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Shamshone: Sun Of Assyria by Brian H.…

Shamshone: Sun Of Assyria

by Brian H. Appleton

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I always enjoy reading about the Middle East, whether fiction or nonfiction. This was an interesting memoir of an Iranian Christian family living in Azerbaijan. This is the land of the Assyrians, a people most think no longer exist. After all, the Assyrian Empire was absorbed into the empire ruled by Cyrus the Great back in 546BC.

The author tells the story of his friend Sam (Shamshone), born in 1938. Growing up in a rural village, Sam has two older brothers. There were the hard times, such as living under Soviet occupation and living through the Iranian Revolution. They survived the genocide of World War I. (It turns out the Armenians were not the only ones who faced genocide in that time period.) Sam later goes on to study engineering at Tehran University in the 50s. Sam eventually attended another engineering school in London.

The every day life of the family was described in vivid detail. I could visualize the preparation of the tea and the samovar. In this culture, tea must always be available for guests who may stop in unexpectedly. Then there was the wine-making – how they harvested the grapes and then stomped them with their bare feet. (Okay, I admit I had flashbacks to the “I Love Lucy” episode.)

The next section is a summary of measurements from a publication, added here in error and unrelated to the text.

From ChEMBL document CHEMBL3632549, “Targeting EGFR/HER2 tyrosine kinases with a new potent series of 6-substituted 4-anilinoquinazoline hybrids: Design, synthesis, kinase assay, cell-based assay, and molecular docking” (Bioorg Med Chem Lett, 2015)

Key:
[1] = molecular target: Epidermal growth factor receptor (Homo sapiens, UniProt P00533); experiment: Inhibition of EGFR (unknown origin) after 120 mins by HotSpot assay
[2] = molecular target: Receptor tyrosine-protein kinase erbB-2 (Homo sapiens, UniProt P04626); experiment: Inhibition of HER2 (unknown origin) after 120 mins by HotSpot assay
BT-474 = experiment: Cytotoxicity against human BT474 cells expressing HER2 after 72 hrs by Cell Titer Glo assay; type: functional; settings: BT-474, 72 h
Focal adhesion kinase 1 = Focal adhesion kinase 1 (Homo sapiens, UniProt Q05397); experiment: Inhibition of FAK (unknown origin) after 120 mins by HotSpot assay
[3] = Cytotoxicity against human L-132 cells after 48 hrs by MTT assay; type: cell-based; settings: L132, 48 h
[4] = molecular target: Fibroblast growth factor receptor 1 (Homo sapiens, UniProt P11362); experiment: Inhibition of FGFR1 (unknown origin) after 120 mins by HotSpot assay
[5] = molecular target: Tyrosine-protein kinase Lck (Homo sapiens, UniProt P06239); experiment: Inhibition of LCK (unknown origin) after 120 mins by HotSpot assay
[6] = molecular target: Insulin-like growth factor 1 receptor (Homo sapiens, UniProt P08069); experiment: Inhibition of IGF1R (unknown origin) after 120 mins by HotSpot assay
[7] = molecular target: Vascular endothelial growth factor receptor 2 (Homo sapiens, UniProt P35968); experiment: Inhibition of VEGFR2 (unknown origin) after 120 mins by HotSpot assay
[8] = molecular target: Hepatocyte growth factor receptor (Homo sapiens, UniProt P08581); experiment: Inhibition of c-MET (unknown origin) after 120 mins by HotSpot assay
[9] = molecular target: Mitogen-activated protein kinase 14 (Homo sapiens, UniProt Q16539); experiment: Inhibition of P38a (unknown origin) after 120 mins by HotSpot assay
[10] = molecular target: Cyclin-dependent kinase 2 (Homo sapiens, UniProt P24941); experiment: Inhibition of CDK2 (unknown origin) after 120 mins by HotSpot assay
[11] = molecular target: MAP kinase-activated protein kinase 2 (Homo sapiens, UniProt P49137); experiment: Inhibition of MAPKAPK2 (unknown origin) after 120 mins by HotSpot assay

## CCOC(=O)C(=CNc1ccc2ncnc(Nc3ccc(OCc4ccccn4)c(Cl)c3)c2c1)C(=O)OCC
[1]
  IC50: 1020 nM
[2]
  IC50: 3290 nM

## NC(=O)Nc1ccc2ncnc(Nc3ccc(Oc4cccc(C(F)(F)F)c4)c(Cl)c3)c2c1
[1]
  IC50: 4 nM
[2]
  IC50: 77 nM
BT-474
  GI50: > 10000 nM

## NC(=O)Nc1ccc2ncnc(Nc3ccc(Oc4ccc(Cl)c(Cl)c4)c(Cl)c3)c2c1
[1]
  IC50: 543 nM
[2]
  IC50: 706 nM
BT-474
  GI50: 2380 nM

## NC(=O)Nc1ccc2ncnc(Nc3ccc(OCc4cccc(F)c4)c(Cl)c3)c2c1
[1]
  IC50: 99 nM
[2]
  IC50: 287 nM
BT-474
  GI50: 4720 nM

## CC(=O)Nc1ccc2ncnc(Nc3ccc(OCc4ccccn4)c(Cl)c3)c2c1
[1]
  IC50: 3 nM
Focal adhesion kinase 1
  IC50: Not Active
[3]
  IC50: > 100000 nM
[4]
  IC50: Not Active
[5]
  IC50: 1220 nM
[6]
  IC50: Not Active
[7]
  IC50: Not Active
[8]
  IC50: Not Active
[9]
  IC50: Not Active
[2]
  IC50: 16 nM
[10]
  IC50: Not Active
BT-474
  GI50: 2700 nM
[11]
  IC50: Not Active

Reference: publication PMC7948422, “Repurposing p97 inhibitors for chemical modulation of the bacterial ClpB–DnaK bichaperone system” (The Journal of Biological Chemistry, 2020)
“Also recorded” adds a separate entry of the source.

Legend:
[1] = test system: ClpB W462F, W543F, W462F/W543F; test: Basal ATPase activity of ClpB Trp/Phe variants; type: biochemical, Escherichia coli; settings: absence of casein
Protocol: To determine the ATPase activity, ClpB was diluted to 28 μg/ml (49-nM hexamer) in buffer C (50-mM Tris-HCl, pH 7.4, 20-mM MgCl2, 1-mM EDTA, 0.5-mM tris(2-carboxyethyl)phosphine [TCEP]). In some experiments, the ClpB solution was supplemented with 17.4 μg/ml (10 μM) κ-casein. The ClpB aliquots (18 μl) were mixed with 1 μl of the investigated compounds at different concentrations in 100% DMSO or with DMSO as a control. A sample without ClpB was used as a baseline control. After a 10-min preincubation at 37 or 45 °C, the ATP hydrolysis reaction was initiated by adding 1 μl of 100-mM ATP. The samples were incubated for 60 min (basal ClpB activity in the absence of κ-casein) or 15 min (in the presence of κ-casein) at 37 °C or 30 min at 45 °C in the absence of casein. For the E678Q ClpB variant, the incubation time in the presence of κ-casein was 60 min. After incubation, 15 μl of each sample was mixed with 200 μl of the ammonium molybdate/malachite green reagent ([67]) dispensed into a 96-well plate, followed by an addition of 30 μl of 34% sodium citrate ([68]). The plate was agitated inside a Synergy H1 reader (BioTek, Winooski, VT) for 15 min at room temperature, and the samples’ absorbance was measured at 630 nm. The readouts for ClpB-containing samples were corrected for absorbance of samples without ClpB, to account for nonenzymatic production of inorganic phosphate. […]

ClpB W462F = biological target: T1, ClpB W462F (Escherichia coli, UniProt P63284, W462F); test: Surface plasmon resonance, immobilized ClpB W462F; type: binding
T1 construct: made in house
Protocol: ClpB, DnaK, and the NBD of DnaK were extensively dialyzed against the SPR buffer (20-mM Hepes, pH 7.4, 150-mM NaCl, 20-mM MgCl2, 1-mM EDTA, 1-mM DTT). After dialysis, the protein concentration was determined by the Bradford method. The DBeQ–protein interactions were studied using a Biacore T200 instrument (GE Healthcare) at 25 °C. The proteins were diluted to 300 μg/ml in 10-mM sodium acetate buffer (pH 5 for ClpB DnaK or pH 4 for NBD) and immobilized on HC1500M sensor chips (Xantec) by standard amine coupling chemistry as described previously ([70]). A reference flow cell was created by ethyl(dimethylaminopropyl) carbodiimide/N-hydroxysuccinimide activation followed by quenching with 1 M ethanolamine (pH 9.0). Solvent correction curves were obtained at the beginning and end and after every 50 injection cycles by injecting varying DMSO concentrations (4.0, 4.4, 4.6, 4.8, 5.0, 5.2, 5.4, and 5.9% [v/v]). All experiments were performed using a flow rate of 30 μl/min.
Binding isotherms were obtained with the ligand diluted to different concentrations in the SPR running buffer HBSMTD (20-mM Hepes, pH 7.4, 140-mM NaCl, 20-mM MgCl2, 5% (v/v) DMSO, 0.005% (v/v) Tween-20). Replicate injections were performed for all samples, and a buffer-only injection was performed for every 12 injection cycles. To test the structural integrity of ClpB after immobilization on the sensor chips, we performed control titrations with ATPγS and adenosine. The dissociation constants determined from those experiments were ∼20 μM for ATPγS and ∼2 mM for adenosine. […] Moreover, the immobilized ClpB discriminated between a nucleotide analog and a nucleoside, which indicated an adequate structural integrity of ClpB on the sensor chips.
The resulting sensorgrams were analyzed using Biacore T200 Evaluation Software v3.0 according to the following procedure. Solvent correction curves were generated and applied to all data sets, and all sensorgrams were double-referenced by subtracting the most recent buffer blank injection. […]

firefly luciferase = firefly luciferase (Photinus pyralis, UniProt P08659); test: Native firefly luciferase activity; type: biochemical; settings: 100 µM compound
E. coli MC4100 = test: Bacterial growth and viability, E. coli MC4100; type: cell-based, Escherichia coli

Wonderful historical photos are scattered throughout the book. In the back are some lovely color photos.

I was really surprised when I read one of the old Mesopotamian prayers. This was a prayer in appreciation of the months of the year. What I found surprising was how many of the months listed were the same in the Jewish calendar – Nisan, Iyyar, Tammuz, Ab, Illul, Teshri, Shebat, and Adar.

There were moments when Sam encountered culture shock. At one point he decided to surprise his future wife Linda with an unannounced visit at her parents’ home. Much to his surprise, he finds that Linda has told his parents nothing about him. Now in his culture, the men are “raised to think that men were like gods whom women should worship”.

I loved Sam and Linda’s devoted maid. I got a good laugh at the descriptions of her devotion.

This is an amazing family story. Reading it was like being a part of Sam’s family. This is a piece of Assyrian history preserved. ( )
  BettyTaylor56 | Dec 17, 2015 |
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